Most gas stations are open daily from 6 am to 8 pm; from June through September, many stations are open until 10 pm. In the bigger cities and on main international roads, stations offer 24-hour service. All pumps sell Eurosuper 95, Eurosuper 98, and Eurodiesel.


Most towns mark parking spaces with a blue line and a sign denoting time restrictions. Buy a ticket at the closest parking machine and leave it in the front window; make sure to carry coins because not all parking machines take bills or cards. The historic centers of walled towns along the coast (Split, Trogir, Hvar Town, Korčula, and Dubrovnik) are completely closed to traffic, putting heavy pressure on the number of parking spaces outside the fortifications (and since parking is limited, it is also expensive).

Road Conditions

The A1 highway that links Zagreb with Rijeka, Zadar, and Split is fast and has frequent, well-maintained rest stops. Construction has been underway for years to connect Dubrovnik to the highway, but for now it stretches only to Ploče, while the remaining 100 km (62 miles) to Dubrovnik is done by winding coastal road. It's not advisable to take a car to the islands as it can add hours to your itinerary when trying to board a car ferry, plus parking is usually limited. But if you decide to drive, remember that the roads are narrow, twisty, and unevenly maintained. During winter, driving through the inland regions of Gorski Kotar and Lika is occasionally made hazardous by heavy snow. Roads in Slavonia are typically flat, well marked, and well maintained.

Rules of the Road

Croatians drive on the right and follow rules similar to those in other European countries. Speed limits are 50 kph (30 mph) in urban areas, 90 kph (55 mph) in the outskirts, 110 kph (68 mph) on main roads, and 130 kph (80 mph) on motorways. Seatbelts are compulsory. The permitted blood-alcohol limit is 0.05%; drunk driving is punishable and can lead to severe fines. Talking on the phone while driving is prohibited unless the driver is using a hands-free device.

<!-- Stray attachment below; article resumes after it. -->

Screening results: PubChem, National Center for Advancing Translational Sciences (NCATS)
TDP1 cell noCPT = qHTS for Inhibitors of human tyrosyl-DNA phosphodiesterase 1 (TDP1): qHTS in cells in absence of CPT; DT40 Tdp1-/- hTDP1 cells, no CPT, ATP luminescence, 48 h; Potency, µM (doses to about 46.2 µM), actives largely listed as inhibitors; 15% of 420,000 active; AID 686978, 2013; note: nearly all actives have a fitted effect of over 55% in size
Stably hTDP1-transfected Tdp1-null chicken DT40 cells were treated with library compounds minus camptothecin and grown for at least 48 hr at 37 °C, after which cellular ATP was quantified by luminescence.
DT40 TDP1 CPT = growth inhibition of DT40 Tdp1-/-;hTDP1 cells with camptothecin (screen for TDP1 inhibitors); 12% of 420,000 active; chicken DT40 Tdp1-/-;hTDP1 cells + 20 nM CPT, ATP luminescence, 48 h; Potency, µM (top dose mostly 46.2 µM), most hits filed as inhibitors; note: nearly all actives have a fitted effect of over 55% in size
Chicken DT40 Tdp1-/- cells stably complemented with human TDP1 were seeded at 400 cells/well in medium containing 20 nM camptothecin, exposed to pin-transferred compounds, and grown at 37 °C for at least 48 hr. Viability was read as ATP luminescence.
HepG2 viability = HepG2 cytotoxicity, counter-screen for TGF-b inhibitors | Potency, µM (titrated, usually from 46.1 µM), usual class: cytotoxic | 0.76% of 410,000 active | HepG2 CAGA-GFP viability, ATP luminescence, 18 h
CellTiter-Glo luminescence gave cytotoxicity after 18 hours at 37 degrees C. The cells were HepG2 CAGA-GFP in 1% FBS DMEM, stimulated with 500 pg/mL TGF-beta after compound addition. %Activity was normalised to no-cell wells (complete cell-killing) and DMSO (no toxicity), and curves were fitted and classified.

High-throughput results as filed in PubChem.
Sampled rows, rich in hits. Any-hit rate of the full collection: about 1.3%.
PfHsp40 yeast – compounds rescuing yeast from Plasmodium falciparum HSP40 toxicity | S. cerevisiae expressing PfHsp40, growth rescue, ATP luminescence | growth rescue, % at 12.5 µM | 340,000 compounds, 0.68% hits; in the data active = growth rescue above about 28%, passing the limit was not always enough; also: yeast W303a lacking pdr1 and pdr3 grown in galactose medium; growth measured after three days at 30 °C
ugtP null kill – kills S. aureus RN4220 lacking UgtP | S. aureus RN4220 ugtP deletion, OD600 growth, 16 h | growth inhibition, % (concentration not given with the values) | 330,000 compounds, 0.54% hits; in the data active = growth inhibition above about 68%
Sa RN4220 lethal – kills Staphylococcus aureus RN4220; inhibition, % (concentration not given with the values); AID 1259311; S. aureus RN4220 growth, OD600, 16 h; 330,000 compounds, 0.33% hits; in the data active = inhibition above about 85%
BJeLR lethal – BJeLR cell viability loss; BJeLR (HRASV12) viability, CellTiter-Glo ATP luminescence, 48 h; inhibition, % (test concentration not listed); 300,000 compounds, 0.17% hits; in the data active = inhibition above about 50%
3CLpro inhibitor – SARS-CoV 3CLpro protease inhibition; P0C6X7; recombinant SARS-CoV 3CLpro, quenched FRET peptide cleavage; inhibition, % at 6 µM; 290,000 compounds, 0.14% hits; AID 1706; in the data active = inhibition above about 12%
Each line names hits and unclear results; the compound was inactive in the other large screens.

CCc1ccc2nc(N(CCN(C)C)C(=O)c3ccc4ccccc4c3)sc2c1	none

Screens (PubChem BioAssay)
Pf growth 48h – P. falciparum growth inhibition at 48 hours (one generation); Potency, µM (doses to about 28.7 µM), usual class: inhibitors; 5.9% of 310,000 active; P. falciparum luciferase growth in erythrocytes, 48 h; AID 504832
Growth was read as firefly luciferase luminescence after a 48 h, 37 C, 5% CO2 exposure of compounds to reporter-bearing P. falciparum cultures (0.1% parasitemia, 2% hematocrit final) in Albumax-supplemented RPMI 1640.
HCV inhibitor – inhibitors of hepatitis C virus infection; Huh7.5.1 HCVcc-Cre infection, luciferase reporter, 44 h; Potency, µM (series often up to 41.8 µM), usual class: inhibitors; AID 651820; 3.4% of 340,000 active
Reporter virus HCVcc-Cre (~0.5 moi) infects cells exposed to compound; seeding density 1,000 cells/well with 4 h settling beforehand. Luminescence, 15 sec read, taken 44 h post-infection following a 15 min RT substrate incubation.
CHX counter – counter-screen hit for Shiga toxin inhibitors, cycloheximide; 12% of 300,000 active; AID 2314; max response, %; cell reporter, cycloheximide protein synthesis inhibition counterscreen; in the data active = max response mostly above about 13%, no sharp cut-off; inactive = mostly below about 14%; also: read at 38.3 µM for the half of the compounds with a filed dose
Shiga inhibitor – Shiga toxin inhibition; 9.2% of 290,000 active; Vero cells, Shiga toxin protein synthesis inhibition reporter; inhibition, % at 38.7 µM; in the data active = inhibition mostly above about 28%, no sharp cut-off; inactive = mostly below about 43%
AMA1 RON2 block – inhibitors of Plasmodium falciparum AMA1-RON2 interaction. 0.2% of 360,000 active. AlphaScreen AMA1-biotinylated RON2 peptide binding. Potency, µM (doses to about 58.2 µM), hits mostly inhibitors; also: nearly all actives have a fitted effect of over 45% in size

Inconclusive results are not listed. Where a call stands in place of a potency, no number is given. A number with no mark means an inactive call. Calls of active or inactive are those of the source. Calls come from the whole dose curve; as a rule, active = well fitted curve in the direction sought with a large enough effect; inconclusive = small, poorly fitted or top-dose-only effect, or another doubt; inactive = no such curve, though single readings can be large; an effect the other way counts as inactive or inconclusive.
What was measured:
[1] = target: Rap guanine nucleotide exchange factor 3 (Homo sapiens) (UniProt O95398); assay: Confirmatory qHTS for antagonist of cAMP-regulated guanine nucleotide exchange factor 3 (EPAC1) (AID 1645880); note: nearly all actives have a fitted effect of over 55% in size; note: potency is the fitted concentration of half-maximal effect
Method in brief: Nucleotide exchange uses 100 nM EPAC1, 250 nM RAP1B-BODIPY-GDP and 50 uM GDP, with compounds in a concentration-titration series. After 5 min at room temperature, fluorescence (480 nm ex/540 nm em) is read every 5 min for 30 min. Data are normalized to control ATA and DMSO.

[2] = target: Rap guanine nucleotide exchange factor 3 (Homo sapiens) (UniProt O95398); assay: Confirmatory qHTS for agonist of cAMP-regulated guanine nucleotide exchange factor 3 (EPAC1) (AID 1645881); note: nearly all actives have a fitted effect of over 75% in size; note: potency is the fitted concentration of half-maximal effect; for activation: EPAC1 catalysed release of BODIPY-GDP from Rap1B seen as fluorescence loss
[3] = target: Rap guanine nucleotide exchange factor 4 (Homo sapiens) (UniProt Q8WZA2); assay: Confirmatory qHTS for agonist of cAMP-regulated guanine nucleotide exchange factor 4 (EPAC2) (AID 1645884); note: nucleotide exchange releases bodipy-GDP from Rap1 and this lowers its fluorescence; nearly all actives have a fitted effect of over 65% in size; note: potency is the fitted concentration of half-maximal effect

Driving Times

The A1 Highway connecting Zagreb to Rijeka, Zadar, and Split is the fastest route to Kvarner and Central Dalmatia. If traveling farther south to Dubrovnik, you will switch to the coastal road that passes through a 22 km (13 miles) section of Bosnia and Herzegovina, which can mean delays at the border; have your passport handy for this stretch.

Car Rentals

It is possible to rent a car quite cheaply in Croatia, for as little as €5 a day (excluding extras such as child seats, GPS, and insurance). Most major car rental companies are represented in the main tourist areas and airports, but you'll find the best rates online; check the website Auto Europe for the best deals.

In Croatia an International Driver's Permit is desirable but not necessary to rent a car from a major agency; a valid driver's license is all you need. The minimum age required for renting is usually 23 or older, and some companies also have maximum ages; be sure to inquire when making your arrangements.

If you intend to drive across a border, ask about restrictions on driving into other countries. Also, when you reserve a car, ask about cancellation penalties, taxes, drop-off charges (if you're planning to pick up the car in one city and leave it in another), and surcharges (for being under or over a certain age, for additional drivers, or for driving across state or country borders or beyond a specific distance from your point of rental). All these things can add substantially to your costs. Request car seats and extras such as GPS when you book.

Finally, make sure that a confirmed reservation guarantees you a car; agencies sometimes overbook, particularly for busy weekends and holiday periods.

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